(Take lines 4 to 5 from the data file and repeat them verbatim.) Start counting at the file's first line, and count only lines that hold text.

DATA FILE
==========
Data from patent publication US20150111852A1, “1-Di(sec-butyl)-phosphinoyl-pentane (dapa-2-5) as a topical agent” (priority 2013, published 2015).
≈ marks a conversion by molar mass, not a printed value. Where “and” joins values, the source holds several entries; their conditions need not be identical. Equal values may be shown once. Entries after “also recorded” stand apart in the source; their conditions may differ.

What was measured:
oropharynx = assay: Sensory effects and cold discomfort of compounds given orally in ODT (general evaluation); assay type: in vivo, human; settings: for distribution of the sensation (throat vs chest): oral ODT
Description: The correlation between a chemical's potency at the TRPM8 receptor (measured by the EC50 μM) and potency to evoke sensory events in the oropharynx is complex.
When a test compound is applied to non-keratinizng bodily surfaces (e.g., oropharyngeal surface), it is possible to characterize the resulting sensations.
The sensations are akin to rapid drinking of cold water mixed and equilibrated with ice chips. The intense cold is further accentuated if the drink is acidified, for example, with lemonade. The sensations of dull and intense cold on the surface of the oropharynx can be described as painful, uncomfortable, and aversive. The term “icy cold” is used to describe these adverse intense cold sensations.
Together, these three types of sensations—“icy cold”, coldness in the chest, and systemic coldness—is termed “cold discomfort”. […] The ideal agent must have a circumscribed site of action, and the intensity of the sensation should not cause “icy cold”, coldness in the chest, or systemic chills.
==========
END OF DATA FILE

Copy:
oropharynx = assay: Sensory effects and cold discomfort of compounds given orally in ODT (general evaluation); assay type: in vivo, human; settings: for distribution of the sensation (throat vs chest): oral ODT
Description: The correlation between a chemical's potency at the TRPM8 receptor (measured by the EC50 μM) and potency to evoke sensory events in the oropharynx is complex.